Woman sues after 'winning' $500,000 scratch-off ticket is called misprint

An Ocala woman wants a jury to decide if the Florida Lottery was wrong to dismiss her winning ticket as a misprint. [via os]

Ann Marie Curcio claims the Lottery is in breach of its contract with buyers because it will not pay $500,000 she says she is owed for her winning Gold Rush ticket.

"We don't believe that there is a sufficient excuse for the Lottery not to pay it. . . . There are no disclaimers on the ticket," said Larry Walters, Curcio's Orlando-based attorney.

Curcio bought her $20 ticket on May 13, 2007. The winning numbers 28, 1, 12, 32 and 2 appeared on the ticket.

She scratched her ticket to find the number 1, which matched the one of the five winning numbers and had $500,000 printed beneath it as the payout.

When Curcio tried to redeem her ticket at the Florida Lottery's Tallahassee offices the following day, she was told that the ticket was misprinted.

Lottery officials say they need to inspect Curcio's ticket to determine whether it is a winning ticket — and that Curcio has not filed a winner's claim form.

"We're sympathetic and empathetic to a player who may feel like they won, but they haven't followed the appropriate protocol," Lottery spokeswoman Jacqueline Barreiros said. "We're not in the business of withholding anything from anyone, but we do have to safeguard the integrity of the game."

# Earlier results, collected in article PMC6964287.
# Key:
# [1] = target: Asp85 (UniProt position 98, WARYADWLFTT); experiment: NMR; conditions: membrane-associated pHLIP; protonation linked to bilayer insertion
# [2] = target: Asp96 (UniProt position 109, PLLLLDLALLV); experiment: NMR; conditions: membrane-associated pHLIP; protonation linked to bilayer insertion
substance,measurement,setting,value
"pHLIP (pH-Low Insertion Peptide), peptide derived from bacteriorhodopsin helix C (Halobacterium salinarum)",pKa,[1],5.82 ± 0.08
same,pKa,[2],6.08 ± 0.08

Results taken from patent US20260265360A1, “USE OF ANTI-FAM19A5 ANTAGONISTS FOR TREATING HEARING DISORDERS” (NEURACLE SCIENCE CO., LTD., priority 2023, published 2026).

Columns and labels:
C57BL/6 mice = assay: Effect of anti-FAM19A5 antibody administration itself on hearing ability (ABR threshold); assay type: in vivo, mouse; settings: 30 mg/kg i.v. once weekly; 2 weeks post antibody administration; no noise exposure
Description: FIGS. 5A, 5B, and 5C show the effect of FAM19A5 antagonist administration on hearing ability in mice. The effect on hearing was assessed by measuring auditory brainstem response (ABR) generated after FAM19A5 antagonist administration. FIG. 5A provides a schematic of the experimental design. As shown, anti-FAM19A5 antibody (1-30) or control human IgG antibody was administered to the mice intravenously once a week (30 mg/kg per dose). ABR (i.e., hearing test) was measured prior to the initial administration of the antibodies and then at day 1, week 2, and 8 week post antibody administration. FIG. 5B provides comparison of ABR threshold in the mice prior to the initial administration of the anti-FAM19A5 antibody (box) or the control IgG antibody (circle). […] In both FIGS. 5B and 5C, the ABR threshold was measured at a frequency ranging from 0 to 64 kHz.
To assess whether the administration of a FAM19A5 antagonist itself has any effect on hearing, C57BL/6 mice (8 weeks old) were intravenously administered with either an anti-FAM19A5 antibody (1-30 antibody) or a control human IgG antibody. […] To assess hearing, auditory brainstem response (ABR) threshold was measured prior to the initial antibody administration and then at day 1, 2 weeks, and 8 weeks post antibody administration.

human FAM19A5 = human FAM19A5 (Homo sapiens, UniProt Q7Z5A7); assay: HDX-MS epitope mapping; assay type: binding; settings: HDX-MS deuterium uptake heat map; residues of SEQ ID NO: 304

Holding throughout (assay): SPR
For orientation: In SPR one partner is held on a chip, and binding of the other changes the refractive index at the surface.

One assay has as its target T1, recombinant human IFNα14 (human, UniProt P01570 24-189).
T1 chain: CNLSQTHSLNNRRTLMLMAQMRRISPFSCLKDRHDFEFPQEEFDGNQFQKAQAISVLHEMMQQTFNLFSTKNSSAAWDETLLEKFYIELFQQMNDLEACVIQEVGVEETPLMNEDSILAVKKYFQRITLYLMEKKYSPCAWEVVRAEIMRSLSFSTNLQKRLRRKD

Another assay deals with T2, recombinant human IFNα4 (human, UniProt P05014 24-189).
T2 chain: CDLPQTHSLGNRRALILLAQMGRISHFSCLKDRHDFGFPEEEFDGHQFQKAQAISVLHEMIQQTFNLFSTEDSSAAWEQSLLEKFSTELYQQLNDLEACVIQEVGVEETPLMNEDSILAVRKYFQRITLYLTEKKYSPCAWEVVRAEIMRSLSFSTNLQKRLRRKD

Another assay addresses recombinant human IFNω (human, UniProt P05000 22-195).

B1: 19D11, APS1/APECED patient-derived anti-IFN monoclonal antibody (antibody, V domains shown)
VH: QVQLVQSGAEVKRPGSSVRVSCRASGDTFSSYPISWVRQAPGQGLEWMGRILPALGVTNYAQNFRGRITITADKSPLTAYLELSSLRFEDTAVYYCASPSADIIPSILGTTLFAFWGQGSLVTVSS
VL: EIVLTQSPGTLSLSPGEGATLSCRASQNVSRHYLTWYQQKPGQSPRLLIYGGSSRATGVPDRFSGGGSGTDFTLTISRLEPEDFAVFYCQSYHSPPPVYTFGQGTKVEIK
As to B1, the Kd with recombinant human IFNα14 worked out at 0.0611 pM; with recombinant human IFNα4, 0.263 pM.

Walters said Curcio's ticket was dismissed right away as a misprint, so there was "no point in submitting a form" but that Curcio would be glad to complete one if it meant that the agency would pay her ticket.

The Lottery website reports buyers have a 1-in-2.95 chance of winning at least $20 with a Gold Rush ticket, and a 1-in-2.5-million chance of winning $500,000.

It's not clear how many times people with tickets that are apparent winners have been told that the tickets were misprints.

"We've heard of at least a few other instances of winning tickets that were presented and the Lottery claimed they were misprinted and refused to pay," said Walters.

It's also possible that if a winning ticket could be a misprint, so could a losing one, Walters said.

"We know that if it happens one way, it happens the other way as well," he said.

Curcio also is seeking more than $15,000 in damages, the statutory minimum for a civil suit in circuit court. The suit was filed Wednesday in Leon County.

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